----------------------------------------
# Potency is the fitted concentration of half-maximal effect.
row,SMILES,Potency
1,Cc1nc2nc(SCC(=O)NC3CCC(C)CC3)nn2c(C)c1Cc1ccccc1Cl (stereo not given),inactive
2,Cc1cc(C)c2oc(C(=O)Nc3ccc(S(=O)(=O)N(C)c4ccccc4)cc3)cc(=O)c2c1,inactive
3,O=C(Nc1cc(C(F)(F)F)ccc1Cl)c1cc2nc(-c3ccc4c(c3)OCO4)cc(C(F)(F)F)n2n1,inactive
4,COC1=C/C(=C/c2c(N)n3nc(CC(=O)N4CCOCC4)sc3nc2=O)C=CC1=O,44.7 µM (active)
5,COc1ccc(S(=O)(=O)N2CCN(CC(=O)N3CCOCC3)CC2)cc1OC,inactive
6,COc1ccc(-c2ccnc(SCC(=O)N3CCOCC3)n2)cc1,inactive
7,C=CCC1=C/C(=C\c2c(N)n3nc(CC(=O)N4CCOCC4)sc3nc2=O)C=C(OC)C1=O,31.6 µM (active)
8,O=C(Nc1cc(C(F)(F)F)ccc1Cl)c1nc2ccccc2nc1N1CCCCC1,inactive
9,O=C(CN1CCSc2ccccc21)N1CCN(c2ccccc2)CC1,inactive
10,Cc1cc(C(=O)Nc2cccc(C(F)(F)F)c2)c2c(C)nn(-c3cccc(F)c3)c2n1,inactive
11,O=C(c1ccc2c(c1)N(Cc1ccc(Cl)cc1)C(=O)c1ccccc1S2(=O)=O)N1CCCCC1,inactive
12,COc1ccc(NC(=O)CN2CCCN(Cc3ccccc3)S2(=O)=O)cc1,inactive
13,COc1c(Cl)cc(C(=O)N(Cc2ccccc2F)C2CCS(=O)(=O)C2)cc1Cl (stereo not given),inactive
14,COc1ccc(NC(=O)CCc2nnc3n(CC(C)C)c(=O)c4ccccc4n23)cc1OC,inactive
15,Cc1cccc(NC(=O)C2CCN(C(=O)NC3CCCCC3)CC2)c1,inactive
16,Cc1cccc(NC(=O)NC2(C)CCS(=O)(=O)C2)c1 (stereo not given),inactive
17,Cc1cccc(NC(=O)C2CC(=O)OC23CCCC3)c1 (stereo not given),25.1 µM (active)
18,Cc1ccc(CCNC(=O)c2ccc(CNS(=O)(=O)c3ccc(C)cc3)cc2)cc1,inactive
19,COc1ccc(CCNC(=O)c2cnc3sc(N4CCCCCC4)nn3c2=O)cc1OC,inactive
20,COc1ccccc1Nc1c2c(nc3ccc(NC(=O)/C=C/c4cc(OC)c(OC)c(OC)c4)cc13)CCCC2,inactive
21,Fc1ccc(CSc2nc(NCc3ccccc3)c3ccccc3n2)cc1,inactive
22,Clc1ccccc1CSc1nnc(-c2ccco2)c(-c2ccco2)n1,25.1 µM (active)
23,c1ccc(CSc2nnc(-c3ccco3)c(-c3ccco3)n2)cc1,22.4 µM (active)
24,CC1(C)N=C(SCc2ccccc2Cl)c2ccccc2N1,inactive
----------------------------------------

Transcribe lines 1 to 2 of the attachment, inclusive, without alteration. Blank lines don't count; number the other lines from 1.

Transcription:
# Potency is the fitted concentration of half-maximal effect.
row,SMILES,Potency